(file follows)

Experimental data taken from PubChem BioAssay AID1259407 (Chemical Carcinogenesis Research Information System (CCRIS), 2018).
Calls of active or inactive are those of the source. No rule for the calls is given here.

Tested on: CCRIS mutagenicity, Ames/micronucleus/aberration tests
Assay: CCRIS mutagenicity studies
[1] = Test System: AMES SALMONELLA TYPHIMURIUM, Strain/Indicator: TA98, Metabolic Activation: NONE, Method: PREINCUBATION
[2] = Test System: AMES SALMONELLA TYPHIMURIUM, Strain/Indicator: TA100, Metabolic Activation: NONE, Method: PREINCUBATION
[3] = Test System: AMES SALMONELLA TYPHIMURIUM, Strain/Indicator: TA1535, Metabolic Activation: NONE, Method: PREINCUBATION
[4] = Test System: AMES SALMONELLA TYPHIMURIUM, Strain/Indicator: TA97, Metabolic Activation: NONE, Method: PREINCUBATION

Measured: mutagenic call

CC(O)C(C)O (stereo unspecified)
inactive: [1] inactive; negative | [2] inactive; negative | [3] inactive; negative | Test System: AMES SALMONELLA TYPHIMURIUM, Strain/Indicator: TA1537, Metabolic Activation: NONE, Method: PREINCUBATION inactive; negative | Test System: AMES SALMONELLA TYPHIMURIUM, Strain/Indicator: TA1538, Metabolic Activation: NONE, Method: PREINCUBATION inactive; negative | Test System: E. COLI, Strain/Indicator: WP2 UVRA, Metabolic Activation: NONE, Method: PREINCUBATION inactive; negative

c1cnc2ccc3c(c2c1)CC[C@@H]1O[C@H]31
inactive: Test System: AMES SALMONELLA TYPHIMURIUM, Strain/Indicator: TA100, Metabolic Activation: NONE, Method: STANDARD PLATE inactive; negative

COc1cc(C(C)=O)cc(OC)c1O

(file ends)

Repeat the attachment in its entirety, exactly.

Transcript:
Experimental data taken from PubChem BioAssay AID1259407 (Chemical Carcinogenesis Research Information System (CCRIS), 2018).
Calls of active or inactive are those of the source. No rule for the calls is given here.

Tested on: CCRIS mutagenicity, Ames/micronucleus/aberration tests
Assay: CCRIS mutagenicity studies
[1] = Test System: AMES SALMONELLA TYPHIMURIUM, Strain/Indicator: TA98, Metabolic Activation: NONE, Method: PREINCUBATION
[2] = Test System: AMES SALMONELLA TYPHIMURIUM, Strain/Indicator: TA100, Metabolic Activation: NONE, Method: PREINCUBATION
[3] = Test System: AMES SALMONELLA TYPHIMURIUM, Strain/Indicator: TA1535, Metabolic Activation: NONE, Method: PREINCUBATION
[4] = Test System: AMES SALMONELLA TYPHIMURIUM, Strain/Indicator: TA97, Metabolic Activation: NONE, Method: PREINCUBATION

Measured: mutagenic call

CC(O)C(C)O (stereo unspecified)
inactive: [1] inactive; negative | [2] inactive; negative | [3] inactive; negative | Test System: AMES SALMONELLA TYPHIMURIUM, Strain/Indicator: TA1537, Metabolic Activation: NONE, Method: PREINCUBATION inactive; negative | Test System: AMES SALMONELLA TYPHIMURIUM, Strain/Indicator: TA1538, Metabolic Activation: NONE, Method: PREINCUBATION inactive; negative | Test System: E. COLI, Strain/Indicator: WP2 UVRA, Metabolic Activation: NONE, Method: PREINCUBATION inactive; negative

c1cnc2ccc3c(c2c1)CC[C@@H]1O[C@H]31
inactive: Test System: AMES SALMONELLA TYPHIMURIUM, Strain/Indicator: TA100, Metabolic Activation: NONE, Method: STANDARD PLATE inactive; negative

COc1cc(C(C)=O)cc(OC)c1O